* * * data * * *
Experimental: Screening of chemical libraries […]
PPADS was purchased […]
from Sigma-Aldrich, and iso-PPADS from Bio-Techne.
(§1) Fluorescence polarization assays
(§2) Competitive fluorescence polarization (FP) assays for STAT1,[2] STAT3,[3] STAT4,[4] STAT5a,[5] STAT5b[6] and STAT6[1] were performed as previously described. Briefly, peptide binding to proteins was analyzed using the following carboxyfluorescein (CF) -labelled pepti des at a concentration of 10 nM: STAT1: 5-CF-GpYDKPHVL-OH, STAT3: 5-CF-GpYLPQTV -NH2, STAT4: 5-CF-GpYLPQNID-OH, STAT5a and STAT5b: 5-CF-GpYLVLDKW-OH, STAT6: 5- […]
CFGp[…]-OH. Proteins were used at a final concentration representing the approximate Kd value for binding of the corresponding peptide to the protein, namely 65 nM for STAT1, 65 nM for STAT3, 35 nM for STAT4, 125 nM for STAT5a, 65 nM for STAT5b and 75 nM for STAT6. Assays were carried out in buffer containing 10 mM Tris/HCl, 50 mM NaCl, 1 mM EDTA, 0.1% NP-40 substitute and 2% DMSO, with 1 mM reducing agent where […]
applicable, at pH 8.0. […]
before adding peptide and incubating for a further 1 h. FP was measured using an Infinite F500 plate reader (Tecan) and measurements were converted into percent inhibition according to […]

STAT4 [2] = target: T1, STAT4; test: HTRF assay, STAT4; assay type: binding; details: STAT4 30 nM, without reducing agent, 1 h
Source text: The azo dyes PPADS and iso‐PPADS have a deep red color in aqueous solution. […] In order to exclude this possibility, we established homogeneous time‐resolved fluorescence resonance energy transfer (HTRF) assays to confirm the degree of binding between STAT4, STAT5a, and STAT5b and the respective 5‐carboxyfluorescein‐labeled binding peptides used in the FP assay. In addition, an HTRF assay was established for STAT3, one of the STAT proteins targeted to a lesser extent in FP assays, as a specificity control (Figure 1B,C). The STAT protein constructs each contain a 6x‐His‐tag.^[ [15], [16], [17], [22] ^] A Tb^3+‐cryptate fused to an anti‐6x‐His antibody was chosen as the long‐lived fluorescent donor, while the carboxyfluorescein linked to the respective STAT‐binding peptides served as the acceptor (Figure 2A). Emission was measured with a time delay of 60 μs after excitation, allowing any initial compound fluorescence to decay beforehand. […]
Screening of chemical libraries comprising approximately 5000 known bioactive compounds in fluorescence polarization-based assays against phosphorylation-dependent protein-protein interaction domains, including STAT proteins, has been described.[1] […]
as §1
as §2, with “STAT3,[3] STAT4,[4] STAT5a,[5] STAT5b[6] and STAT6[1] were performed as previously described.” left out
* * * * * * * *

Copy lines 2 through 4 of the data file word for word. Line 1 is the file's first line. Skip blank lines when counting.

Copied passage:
PPADS was purchased […]
from Sigma-Aldrich, and iso-PPADS from Bio-Techne.
(§1) Fluorescence polarization assays